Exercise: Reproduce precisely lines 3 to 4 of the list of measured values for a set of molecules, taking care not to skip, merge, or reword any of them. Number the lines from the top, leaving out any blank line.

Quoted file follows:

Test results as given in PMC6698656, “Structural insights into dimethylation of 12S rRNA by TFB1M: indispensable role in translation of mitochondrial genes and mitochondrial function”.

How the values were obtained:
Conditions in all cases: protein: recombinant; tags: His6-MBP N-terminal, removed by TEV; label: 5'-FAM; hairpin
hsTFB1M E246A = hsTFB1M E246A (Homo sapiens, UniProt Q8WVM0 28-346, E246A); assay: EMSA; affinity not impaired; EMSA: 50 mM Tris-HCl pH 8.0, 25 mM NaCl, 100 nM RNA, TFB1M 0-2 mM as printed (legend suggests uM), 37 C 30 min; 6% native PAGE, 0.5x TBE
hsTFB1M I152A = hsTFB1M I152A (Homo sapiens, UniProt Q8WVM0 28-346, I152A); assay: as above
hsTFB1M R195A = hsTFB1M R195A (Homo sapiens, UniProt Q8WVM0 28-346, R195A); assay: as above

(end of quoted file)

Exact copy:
Conditions in all cases: protein: recombinant; tags: His6-MBP N-terminal, removed by TEV; label: 5'-FAM; hairpin
hsTFB1M E246A = hsTFB1M E246A (Homo sapiens, UniProt Q8WVM0 28-346, E246A); assay: EMSA; affinity not impaired; EMSA: 50 mM Tris-HCl pH 8.0, 25 mM NaCl, 100 nM RNA, TFB1M 0-2 mM as printed (legend suggests uM), 37 C 30 min; 6% native PAGE, 0.5x TBE